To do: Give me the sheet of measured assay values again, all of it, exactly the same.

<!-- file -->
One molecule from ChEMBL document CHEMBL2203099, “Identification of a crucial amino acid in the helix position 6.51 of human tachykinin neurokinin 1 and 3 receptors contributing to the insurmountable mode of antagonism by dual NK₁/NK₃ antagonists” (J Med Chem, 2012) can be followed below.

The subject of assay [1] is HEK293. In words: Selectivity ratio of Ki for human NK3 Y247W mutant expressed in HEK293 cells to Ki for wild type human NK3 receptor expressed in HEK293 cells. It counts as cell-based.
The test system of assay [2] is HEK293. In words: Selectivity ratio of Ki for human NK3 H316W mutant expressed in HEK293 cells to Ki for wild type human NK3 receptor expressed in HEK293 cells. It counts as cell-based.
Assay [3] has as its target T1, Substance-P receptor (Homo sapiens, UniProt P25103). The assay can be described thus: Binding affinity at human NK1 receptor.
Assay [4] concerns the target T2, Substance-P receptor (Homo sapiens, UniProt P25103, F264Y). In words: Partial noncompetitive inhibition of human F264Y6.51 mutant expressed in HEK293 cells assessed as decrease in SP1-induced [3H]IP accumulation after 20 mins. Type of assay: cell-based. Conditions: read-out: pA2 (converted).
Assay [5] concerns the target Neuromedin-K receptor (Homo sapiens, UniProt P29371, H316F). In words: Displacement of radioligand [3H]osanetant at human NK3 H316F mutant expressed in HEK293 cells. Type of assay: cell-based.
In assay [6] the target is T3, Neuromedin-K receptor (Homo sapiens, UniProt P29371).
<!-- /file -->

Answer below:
One molecule from ChEMBL document CHEMBL2203099, “Identification of a crucial amino acid in the helix position 6.51 of human tachykinin neurokinin 1 and 3 receptors contributing to the insurmountable mode of antagonism by dual NK₁/NK₃ antagonists” (J Med Chem, 2012) can be followed below.

The subject of assay [1] is HEK293. In words: Selectivity ratio of Ki for human NK3 Y247W mutant expressed in HEK293 cells to Ki for wild type human NK3 receptor expressed in HEK293 cells. It counts as cell-based.
The test system of assay [2] is HEK293. In words: Selectivity ratio of Ki for human NK3 H316W mutant expressed in HEK293 cells to Ki for wild type human NK3 receptor expressed in HEK293 cells. It counts as cell-based.
Assay [3] has as its target T1, Substance-P receptor (Homo sapiens, UniProt P25103). The assay can be described thus: Binding affinity at human NK1 receptor.
Assay [4] concerns the target T2, Substance-P receptor (Homo sapiens, UniProt P25103, F264Y). In words: Partial noncompetitive inhibition of human F264Y6.51 mutant expressed in HEK293 cells assessed as decrease in SP1-induced [3H]IP accumulation after 20 mins. Type of assay: cell-based. Conditions: read-out: pA2 (converted).
Assay [5] concerns the target Neuromedin-K receptor (Homo sapiens, UniProt P29371, H316F). In words: Displacement of radioligand [3H]osanetant at human NK3 H316F mutant expressed in HEK293 cells. Type of assay: cell-based.
In assay [6] the target is T3, Neuromedin-K receptor (Homo sapiens, UniProt P29371).